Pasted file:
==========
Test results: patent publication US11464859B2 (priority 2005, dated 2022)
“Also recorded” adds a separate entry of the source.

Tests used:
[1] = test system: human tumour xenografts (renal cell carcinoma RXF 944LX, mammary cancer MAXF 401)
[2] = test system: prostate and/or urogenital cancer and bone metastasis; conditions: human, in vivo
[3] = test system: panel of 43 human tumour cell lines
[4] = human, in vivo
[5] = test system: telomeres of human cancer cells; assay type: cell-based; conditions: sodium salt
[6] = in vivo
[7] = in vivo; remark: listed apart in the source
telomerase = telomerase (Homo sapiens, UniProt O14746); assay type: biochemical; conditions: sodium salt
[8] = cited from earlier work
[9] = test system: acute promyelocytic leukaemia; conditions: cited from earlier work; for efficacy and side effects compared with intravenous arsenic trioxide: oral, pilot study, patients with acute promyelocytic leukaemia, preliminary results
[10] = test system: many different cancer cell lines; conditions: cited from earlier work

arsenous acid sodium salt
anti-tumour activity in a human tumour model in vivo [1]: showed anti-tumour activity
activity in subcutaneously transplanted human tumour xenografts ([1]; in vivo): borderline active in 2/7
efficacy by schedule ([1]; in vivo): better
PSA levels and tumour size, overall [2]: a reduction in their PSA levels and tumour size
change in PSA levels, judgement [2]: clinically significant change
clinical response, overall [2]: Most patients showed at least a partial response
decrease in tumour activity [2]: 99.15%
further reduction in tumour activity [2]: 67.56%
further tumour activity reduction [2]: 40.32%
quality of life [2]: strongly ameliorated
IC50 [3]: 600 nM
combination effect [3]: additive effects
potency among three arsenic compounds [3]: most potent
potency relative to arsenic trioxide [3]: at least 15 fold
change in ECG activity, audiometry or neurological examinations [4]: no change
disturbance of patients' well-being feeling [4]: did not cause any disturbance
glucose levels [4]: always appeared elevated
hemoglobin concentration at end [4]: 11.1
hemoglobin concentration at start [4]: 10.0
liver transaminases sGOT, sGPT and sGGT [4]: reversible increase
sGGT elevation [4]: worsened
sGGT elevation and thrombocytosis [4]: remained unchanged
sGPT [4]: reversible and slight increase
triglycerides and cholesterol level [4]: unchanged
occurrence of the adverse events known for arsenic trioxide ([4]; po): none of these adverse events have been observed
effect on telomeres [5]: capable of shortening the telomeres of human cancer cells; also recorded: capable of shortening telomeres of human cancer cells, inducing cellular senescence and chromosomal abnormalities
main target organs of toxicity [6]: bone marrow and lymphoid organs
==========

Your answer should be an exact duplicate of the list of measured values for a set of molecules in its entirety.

Test results: patent publication US11464859B2 (priority 2005, dated 2022)
“Also recorded” adds a separate entry of the source.

Tests used:
[1] = test system: human tumour xenografts (renal cell carcinoma RXF 944LX, mammary cancer MAXF 401)
[2] = test system: prostate and/or urogenital cancer and bone metastasis; conditions: human, in vivo
[3] = test system: panel of 43 human tumour cell lines
[4] = human, in vivo
[5] = test system: telomeres of human cancer cells; assay type: cell-based; conditions: sodium salt
[6] = in vivo
[7] = in vivo; remark: listed apart in the source
telomerase = telomerase (Homo sapiens, UniProt O14746); assay type: biochemical; conditions: sodium salt
[8] = cited from earlier work
[9] = test system: acute promyelocytic leukaemia; conditions: cited from earlier work; for efficacy and side effects compared with intravenous arsenic trioxide: oral, pilot study, patients with acute promyelocytic leukaemia, preliminary results
[10] = test system: many different cancer cell lines; conditions: cited from earlier work

arsenous acid sodium salt
anti-tumour activity in a human tumour model in vivo [1]: showed anti-tumour activity
activity in subcutaneously transplanted human tumour xenografts ([1]; in vivo): borderline active in 2/7
efficacy by schedule ([1]; in vivo): better
PSA levels and tumour size, overall [2]: a reduction in their PSA levels and tumour size
change in PSA levels, judgement [2]: clinically significant change
clinical response, overall [2]: Most patients showed at least a partial response
decrease in tumour activity [2]: 99.15%
further reduction in tumour activity [2]: 67.56%
further tumour activity reduction [2]: 40.32%
quality of life [2]: strongly ameliorated
IC50 [3]: 600 nM
combination effect [3]: additive effects
potency among three arsenic compounds [3]: most potent
potency relative to arsenic trioxide [3]: at least 15 fold
change in ECG activity, audiometry or neurological examinations [4]: no change
disturbance of patients' well-being feeling [4]: did not cause any disturbance
glucose levels [4]: always appeared elevated
hemoglobin concentration at end [4]: 11.1
hemoglobin concentration at start [4]: 10.0
liver transaminases sGOT, sGPT and sGGT [4]: reversible increase
sGGT elevation [4]: worsened
sGGT elevation and thrombocytosis [4]: remained unchanged
sGPT [4]: reversible and slight increase
triglycerides and cholesterol level [4]: unchanged
occurrence of the adverse events known for arsenic trioxide ([4]; po): none of these adverse events have been observed
effect on telomeres [5]: capable of shortening the telomeres of human cancer cells; also recorded: capable of shortening telomeres of human cancer cells, inducing cellular senescence and chromosomal abnormalities
main target organs of toxicity [6]: bone marrow and lymphoid organs